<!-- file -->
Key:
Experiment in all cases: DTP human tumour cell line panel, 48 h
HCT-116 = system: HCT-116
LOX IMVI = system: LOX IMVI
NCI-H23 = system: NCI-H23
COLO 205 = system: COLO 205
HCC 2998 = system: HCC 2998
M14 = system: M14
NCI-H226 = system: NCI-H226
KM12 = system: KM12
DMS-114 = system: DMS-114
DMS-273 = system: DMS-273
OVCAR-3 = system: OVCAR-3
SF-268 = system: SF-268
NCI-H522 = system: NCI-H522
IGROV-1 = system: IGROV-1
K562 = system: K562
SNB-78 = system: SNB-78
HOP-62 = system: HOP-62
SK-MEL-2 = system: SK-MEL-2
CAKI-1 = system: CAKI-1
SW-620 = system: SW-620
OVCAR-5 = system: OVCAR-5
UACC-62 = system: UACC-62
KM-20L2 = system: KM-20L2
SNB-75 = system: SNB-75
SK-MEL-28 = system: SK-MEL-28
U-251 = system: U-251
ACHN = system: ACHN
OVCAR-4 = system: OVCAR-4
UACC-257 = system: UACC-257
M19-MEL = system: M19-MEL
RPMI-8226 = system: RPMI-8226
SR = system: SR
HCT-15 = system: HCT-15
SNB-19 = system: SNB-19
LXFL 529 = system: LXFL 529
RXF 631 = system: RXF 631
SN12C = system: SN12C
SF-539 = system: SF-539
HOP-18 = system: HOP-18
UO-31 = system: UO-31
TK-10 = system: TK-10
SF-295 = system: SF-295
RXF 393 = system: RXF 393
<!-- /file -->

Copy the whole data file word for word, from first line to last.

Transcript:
Key:
Experiment in all cases: DTP human tumour cell line panel, 48 h
HCT-116 = system: HCT-116
LOX IMVI = system: LOX IMVI
NCI-H23 = system: NCI-H23
COLO 205 = system: COLO 205
HCC 2998 = system: HCC 2998
M14 = system: M14
NCI-H226 = system: NCI-H226
KM12 = system: KM12
DMS-114 = system: DMS-114
DMS-273 = system: DMS-273
OVCAR-3 = system: OVCAR-3
SF-268 = system: SF-268
NCI-H522 = system: NCI-H522
IGROV-1 = system: IGROV-1
K562 = system: K562
SNB-78 = system: SNB-78
HOP-62 = system: HOP-62
SK-MEL-2 = system: SK-MEL-2
CAKI-1 = system: CAKI-1
SW-620 = system: SW-620
OVCAR-5 = system: OVCAR-5
UACC-62 = system: UACC-62
KM-20L2 = system: KM-20L2
SNB-75 = system: SNB-75
SK-MEL-28 = system: SK-MEL-28
U-251 = system: U-251
ACHN = system: ACHN
OVCAR-4 = system: OVCAR-4
UACC-257 = system: UACC-257
M19-MEL = system: M19-MEL
RPMI-8226 = system: RPMI-8226
SR = system: SR
HCT-15 = system: HCT-15
SNB-19 = system: SNB-19
LXFL 529 = system: LXFL 529
RXF 631 = system: RXF 631
SN12C = system: SN12C
SF-539 = system: SF-539
HOP-18 = system: HOP-18
UO-31 = system: UO-31
TK-10 = system: TK-10
SF-295 = system: SF-295
RXF 393 = system: RXF 393